There is also Epstein’s odd invocation of the Fifth Amendment when asked about Trump in his 2010 deposition.

But, it’s more than just Trump’s friendship with Epstein and their apparent (creepy) affection for younger women that this case implicates.

Indeed, one of Epstein’s purported trafficking victims, Virginia Giuffre, has alleged in court filings related to a defamation suit against Dershowitz that Epstein provided her to Dershowitz for sex when she was underage in or about the year 2000, when she was 16, and working as a Spa attendant at Mar-A-Lago — the very same Florida estate owned by Trump.

In addition, allegations against Trump go beyond potentially supplying girls to Epstein as part of his sex trafficking ring. Indeed, as reported by Newsweek on November 16, 2017, and according to a lawsuit filed in June 2016 by “Jane Doe,” in 1994, Trump went to a party with Jeffrey Epstein, and allegedly raped a 13-year-old girl that night in what was described as a “savage sexual attack.” Jane Doe’s account was corroborated by a witness in the suit, who claimed to have watched as the child performed various sexual acts on Trump and Epstein, even after the two were advised she was a minor.

As reported by Newsweek, according to Jane Doe’s lawsuit, which was filed in New York: “Immediately following this rape Defendant Trump threatened me that, were I ever to reveal any of the details of Defendant Trump’s sexual and physical abuse of me, my family and I would be physically harmed if not killed.”

According to the Newsweek article, the lawsuit was then dropped in November 2016, just four days before the election, with Jane Doe’s attorneys alleging “numerous threats” against her. Trump has denied the allegations, as he has all of the sexual assault and rape allegations levied against him in the past several years. The potential connection to Trump in the Epstein case goes beyond just the above-described rape allegation however, as reported by the Miami Herald last year.

In particular, in 2017, Trump notably nominated the very same Alexander Acosta to serve as the U.S. Secretary of Labor, and Acosta was confirmed by the Republican-controlled U.S. Senate for this Cabinet-level position which he still holds, despite his associations with the Epstein case.

Of course, it is certainly possible that all of this is a coincidence. That Trump nominated Acosta to a position to which he did not otherwise seem especially qualified for on the surface, and his appointment was unrelated to his lead role in dismissing federal charges against Epstein, and leading to thousands of pages of testimony and records in the case being sealed, with the FBI investigation being immediately ended at the time. But, again, Trump has been directly tied to Epstein and his parties where multiple felonies are alleged to have occurred, including rape, sex trafficking, and assault, not only by Epstein but allegedly by Trump himself.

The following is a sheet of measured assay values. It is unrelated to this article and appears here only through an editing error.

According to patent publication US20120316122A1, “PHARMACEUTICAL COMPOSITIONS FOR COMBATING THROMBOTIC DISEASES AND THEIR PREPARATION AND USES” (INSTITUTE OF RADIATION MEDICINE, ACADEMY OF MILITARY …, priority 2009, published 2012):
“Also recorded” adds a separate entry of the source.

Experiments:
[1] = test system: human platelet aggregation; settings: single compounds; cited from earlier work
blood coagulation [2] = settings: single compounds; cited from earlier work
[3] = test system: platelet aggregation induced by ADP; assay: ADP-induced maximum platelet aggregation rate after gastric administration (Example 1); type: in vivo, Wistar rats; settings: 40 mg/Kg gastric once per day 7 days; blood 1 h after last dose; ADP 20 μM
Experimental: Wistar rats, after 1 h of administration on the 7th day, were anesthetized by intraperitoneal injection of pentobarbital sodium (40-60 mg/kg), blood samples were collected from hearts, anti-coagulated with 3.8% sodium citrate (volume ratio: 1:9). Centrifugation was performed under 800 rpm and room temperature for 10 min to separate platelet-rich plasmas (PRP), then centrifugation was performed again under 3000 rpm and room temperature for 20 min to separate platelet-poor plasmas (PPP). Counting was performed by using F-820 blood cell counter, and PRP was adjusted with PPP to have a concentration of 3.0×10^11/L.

Rather than accept this as a mere coincidence, it seems quite possible instead that the records in Epstein’s case — if unsealed — might name Trump (and others) directly in the crimes that occurred. The Daily Beast article from Sunday refers to multiple co-conspirators in the prior case, “including but not limited to Sarah Kellen, Adriana Ross, Lesley Groff, or Nadia Marcinkova.” The Daily Beast article cites attorney Paul Cassell, who represents many of Epstein’s alleged victims in a pending lawsuit:

“While Epstein was at the head of the international sex trafficking organization, that conspiracy could not have functioned without many others playing their part. Jane Doe 1 and 2 will continue to fight for all of Epstein’s co-conspirators to be held accountable in New York, Florida, and anywhere else they committed crimes.” Indeed, according to the Daily Beast, the new charges against Epstein include one count of conspiracy to engage in sex trafficking of minors, which means there are others implicated in the crimes alleged.”

Certainly, the new charges against Epstein may also lead to discovery of the truth of Trump’s involvement as well, and whether Acosta now holds a Cabinet position in any part due to his involvement in this sordid affair. Regardless, Congress has a duty to investigate. The investigation needs to include not only whether Trump raped a child in the 1990s, but whether Alexander Acosta received a cabinet position in exchange for giving Epstein a sweetheart deal, denying at least 36 girls of justice, and ensuring that damaging records naming high profile politicians — which may have included Trump — were buried.

Rantt Media

Speaking Truth To Power

Thanks to Ahmed Baba

T.N. Stern

Written by

T.N. Stern is a corporate lawyer in Washington, D.C. The opinions expressed in this article are his only and do not represent the views of his clients.

Rantt Media

Speaking Truth To Power